Study finds sex a significant predictor of happiness among married seniors

The more often older married individuals engage in sexual activity, the more likely they are to be happy with both their lives and marriages, according to new research presented in Boston at The Gerontological Society of America's (GSA) 64th Annual Scientific Meeting.

This finding is based on the 2004-2006 General Social Surveys, a public opinion poll conducted on a nationally of non-institutionalized English and Spanish-speaking person 18 years of age or older living in the U.S. The data analysis was conducted by Adrienne Jackson, PT, PhD, MPA, an assistant professor at Florida Agricultural and Mechanical University.

"This study will help open the lines of communication and spark interest in developing 'outside the box' approaches to dealing with resolvable issues that limit or prevent from participating in ," said Jackson. "Highlighting the relationship between sex and happiness will help us in developing and organizing specific interventions for this growing segment of our population."

Based on the survey responses of 238 arried individuals age 65 years or older, Jackson discovered that frequency of sexual activity was a significant predictor of both general and marital happiness. The association even remained after accounting for factors such as age, gender, , and satisfaction with .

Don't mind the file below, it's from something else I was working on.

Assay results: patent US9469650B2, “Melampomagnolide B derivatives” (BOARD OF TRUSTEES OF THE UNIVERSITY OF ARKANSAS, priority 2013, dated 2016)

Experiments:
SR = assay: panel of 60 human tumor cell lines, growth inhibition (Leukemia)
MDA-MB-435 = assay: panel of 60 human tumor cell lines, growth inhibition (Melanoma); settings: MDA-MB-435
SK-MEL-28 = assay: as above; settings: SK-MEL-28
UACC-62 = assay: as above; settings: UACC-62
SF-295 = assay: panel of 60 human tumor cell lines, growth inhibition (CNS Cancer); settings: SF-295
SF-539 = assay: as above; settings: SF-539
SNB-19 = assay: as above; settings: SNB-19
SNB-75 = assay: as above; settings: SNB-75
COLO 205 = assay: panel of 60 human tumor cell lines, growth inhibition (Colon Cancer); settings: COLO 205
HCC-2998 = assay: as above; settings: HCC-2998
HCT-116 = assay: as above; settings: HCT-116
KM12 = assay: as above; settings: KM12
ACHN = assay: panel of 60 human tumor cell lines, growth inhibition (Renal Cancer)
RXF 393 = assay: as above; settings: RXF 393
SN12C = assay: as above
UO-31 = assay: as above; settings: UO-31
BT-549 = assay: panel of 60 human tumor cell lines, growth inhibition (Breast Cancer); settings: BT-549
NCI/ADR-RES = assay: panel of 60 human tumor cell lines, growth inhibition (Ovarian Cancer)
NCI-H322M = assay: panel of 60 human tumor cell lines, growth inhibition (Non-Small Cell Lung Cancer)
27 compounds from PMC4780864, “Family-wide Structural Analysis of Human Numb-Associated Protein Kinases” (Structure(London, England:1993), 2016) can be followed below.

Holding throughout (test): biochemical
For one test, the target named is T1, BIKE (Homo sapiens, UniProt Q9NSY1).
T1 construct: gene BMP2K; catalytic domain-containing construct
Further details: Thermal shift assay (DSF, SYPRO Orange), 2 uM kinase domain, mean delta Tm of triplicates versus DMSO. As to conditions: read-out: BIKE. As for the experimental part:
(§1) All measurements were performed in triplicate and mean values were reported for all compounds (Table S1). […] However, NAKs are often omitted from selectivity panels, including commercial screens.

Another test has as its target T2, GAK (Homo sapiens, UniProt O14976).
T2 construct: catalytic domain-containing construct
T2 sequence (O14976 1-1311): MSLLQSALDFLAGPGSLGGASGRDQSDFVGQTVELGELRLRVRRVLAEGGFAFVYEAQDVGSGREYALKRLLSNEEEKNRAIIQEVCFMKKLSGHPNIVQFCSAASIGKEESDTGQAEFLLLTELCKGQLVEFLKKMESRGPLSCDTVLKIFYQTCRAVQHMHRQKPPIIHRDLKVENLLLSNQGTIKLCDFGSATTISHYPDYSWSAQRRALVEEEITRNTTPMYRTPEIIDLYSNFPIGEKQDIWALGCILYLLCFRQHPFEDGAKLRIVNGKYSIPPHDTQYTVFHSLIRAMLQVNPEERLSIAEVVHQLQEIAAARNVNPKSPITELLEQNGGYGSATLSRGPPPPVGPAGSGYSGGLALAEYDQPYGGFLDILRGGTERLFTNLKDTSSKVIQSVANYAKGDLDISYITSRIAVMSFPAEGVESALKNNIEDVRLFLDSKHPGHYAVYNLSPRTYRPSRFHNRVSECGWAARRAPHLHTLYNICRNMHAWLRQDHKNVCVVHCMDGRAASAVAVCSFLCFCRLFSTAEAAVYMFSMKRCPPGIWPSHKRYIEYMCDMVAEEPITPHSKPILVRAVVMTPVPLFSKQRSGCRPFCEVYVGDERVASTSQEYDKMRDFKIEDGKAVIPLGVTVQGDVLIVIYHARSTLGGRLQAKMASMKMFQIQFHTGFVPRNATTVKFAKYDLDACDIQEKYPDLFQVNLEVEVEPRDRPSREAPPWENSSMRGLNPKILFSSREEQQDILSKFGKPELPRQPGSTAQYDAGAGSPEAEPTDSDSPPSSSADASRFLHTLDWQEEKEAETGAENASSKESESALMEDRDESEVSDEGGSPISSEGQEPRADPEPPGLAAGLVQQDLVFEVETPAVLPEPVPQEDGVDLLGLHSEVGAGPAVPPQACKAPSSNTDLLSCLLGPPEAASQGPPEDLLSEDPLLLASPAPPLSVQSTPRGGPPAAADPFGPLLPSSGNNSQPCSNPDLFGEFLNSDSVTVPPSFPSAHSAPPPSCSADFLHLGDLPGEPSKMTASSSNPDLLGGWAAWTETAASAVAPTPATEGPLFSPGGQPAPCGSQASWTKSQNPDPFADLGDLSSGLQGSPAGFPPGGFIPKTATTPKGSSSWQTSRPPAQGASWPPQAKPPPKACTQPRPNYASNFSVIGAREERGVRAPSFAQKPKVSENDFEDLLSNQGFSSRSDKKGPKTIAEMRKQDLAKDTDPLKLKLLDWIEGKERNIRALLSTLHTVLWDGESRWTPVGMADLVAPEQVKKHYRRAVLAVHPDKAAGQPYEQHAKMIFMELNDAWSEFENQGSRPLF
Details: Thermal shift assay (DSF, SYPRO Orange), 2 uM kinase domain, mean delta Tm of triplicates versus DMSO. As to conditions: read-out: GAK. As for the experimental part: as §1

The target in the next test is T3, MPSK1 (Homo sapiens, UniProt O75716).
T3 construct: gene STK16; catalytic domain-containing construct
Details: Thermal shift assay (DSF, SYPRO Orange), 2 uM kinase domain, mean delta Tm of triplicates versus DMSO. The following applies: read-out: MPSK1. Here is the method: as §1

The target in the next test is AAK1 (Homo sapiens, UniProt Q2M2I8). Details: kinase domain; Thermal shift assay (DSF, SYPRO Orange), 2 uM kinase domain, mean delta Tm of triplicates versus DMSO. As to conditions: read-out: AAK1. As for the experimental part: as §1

Whereas only 40 percent of individuals who reported no sexual activity in the last 12 months said they were very happy with life in general, almost 60 percent who engaged in sexual activity more than once a month said they were very happy. Similarly, while about 59 percent of individuals who reported no sexual activity in the last 12 months said they were very happy with their marriage, almost 80 percent who had sex more than once a month said they were very happy. To assess frequency of sexual activity, respondents were asked the following question: "About how many times did you have sex during the last 12 months? By 'sex' we mean vaginal, oral, or anal sex." To assess general happiness, respondents were asked the following question: "Taken all together, how would you say things are these days — would you say that you are very happy, pretty happy, or not too happy?" To assess marital happiness, respondents were asked the following question: "Taking things all together, how would you describe your marriage? Would you say that your marriage is very happy, pretty happy, or not too happy?"

GSA's meeting — the country's largest interdisciplinary conference in the field of aging — is taking place at the John B. Hynes Veterans Memorial Convention Center and Sheraton Boston Hotel from November 18 to 22.

Provided by The Gerontological Society of America

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